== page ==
Sunday, September 18, 2016

Truthdigger of the Week: Daniel Jones, the Senate’s Chief Investigator Into Torture by the CIA (from @Truthdig)

Truthdigger of the Week: Daniel Jones, the Senate’s Chief Investigator Into Torture by the CIA (from @Truthdig): Jones—who became a target of the CIA because he searched for the truth—this week spoke out for the first time. He has been a key force in the disclosure of a scandal that one senator compared to Watergate.
- 2016/09/17

1 comment:

Tim Nolan said...

Every week the Truthdig editorial staff selects a Truthdigger of the Week, a group or person worthy of recognition for speaking truth to power, breaking the story or blowing the whistle. It is not a lifetime achievement award. Rather, we’re looking for newsmakers whose actions in a given week are worth celebrating.

In 2009, after long public outrage over allegations of torture and a New York Times report that a senior CIA official had destroyed videotapes that showed brutal interrogations, the U.S. Senate opened an investigation into the CIA’s post-9/11 detention and interrogation program, conducted under the administration of George W. Bush.

The CIA had told Bush and the public that what it called “enhanced interrogation techniques”—among them waterboarding, prolonged standing and sleep deprivation—were necessary to protect national security.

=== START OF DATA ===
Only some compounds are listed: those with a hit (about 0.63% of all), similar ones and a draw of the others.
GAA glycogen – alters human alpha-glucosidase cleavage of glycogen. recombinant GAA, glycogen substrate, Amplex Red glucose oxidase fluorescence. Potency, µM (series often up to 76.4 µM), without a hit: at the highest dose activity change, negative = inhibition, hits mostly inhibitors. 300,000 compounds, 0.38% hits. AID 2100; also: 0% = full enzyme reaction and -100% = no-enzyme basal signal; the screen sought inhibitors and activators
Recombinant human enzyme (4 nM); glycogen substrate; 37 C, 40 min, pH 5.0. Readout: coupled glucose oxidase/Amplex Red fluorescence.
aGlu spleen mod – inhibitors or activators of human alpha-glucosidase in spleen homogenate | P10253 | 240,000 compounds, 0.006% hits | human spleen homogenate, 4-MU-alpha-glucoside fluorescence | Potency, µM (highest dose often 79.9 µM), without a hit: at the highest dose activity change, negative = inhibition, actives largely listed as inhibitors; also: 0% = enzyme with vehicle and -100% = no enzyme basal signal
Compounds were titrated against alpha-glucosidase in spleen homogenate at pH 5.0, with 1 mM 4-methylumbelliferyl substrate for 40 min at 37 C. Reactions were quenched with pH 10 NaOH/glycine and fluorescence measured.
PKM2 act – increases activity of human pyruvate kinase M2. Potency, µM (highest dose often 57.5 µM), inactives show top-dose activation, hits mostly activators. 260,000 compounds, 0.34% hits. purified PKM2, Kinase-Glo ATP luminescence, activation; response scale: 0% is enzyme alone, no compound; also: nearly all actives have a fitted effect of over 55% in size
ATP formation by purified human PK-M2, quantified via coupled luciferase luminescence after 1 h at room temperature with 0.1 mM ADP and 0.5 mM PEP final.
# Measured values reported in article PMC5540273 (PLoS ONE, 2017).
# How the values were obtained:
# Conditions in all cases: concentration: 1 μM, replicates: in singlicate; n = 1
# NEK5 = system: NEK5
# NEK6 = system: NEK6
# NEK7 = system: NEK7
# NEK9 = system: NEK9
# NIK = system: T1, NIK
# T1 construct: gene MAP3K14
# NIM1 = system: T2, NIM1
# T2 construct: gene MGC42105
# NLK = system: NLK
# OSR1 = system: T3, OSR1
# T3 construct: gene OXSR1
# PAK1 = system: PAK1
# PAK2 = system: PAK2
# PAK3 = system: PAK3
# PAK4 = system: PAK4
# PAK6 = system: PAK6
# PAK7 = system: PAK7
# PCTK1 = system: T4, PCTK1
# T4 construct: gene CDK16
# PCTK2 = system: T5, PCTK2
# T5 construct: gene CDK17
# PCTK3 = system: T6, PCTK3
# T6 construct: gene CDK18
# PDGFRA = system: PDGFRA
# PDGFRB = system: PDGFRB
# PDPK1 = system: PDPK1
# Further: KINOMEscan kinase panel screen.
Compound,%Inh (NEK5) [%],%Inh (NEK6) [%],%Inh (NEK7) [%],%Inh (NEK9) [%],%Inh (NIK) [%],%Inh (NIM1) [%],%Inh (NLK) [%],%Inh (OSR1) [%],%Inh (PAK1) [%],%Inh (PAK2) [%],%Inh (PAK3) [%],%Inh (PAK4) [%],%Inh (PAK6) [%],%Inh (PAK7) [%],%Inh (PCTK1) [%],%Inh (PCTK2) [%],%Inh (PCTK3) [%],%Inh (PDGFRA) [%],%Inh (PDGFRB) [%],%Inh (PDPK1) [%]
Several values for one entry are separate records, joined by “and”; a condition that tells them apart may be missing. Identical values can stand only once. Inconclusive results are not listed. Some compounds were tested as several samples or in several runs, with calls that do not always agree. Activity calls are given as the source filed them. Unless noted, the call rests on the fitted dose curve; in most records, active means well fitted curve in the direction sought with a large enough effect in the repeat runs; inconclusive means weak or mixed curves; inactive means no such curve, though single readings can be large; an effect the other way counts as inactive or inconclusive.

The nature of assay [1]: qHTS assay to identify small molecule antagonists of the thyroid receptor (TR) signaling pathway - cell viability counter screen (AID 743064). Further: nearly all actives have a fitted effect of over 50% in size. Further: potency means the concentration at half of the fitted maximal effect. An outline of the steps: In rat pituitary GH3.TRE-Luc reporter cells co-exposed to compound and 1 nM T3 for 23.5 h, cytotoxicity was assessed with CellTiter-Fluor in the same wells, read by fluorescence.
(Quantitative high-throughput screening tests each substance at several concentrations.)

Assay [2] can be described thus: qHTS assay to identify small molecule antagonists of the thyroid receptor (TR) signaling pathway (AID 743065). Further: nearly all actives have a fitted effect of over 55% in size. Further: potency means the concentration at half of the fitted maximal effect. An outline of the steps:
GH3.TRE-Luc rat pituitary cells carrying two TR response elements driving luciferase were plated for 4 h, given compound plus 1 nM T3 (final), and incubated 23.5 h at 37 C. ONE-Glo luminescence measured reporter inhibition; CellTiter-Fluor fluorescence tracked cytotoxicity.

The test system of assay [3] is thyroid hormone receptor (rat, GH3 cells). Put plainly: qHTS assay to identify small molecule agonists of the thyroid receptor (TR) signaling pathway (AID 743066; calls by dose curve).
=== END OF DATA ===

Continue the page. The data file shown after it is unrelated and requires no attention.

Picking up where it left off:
With the cooperation of the CIA, Senate investigators began their work in the basement of a CIA building in Virginia. They were told that the computers they were given were not accessible by the CIA. In 2014, they concluded in a 525-page public summary of findings that the CIA had lied with abandon: The truth was torture didn’t beget information that could be used to thwart future attacks, interrogators’ methods were far worse than officials admitted, and the agency had routinely covered up its activities and impeded efforts to oversee them. The classified version of the report runs to 6,700 pages.

It also emerged that the CIA had conducted a secret counterinvestigation into the Senate investigators. In other words, the U.S. government’s intelligence and national security apparatus spied on Congress.